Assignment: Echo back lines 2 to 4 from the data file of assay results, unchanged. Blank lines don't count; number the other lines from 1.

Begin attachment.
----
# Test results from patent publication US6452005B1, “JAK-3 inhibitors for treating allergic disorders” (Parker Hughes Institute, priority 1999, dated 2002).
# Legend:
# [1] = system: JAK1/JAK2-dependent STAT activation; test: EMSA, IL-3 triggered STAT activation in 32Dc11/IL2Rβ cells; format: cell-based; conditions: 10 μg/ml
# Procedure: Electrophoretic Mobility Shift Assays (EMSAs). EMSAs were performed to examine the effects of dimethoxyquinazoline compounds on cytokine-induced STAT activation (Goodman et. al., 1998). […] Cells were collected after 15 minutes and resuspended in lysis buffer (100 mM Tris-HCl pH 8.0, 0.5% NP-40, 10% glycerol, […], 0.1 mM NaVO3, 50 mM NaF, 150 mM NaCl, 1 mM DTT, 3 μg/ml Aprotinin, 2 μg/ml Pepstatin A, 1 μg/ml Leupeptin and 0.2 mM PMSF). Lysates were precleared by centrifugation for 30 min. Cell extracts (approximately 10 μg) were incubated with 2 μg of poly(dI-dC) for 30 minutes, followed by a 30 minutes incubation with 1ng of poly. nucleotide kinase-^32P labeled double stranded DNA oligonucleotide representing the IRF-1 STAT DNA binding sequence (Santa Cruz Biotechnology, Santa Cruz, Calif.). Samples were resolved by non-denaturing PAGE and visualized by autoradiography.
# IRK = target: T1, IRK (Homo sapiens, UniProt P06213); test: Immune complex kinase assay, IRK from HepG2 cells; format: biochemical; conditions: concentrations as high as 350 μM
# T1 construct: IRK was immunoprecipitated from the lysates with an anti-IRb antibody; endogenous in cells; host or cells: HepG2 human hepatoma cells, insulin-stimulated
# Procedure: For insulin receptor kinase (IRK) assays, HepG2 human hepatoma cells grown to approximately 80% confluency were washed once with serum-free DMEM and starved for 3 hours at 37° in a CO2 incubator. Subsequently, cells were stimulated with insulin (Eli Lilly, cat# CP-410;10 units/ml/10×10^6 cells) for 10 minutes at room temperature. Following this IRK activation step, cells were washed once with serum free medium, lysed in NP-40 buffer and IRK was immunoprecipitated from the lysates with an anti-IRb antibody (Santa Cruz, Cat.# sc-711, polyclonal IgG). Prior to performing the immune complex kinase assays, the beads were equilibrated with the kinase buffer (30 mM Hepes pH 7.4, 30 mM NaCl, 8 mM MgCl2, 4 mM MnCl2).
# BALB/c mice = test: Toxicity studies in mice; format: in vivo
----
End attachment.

# Legend:
# [1] = system: JAK1/JAK2-dependent STAT activation; test: EMSA, IL-3 triggered STAT activation in 32Dc11/IL2Rβ cells; format: cell-based; conditions: 10 μg/ml
# Procedure: Electrophoretic Mobility Shift Assays (EMSAs). EMSAs were performed to examine the effects of dimethoxyquinazoline compounds on cytokine-induced STAT activation (Goodman et. al., 1998). […] Cells were collected after 15 minutes and resuspended in lysis buffer (100 mM Tris-HCl pH 8.0, 0.5% NP-40, 10% glycerol, […], 0.1 mM NaVO3, 50 mM NaF, 150 mM NaCl, 1 mM DTT, 3 μg/ml Aprotinin, 2 μg/ml Pepstatin A, 1 μg/ml Leupeptin and 0.2 mM PMSF). Lysates were precleared by centrifugation for 30 min. Cell extracts (approximately 10 μg) were incubated with 2 μg of poly(dI-dC) for 30 minutes, followed by a 30 minutes incubation with 1ng of poly. nucleotide kinase-^32P labeled double stranded DNA oligonucleotide representing the IRF-1 STAT DNA binding sequence (Santa Cruz Biotechnology, Santa Cruz, Calif.). Samples were resolved by non-denaturing PAGE and visualized by autoradiography.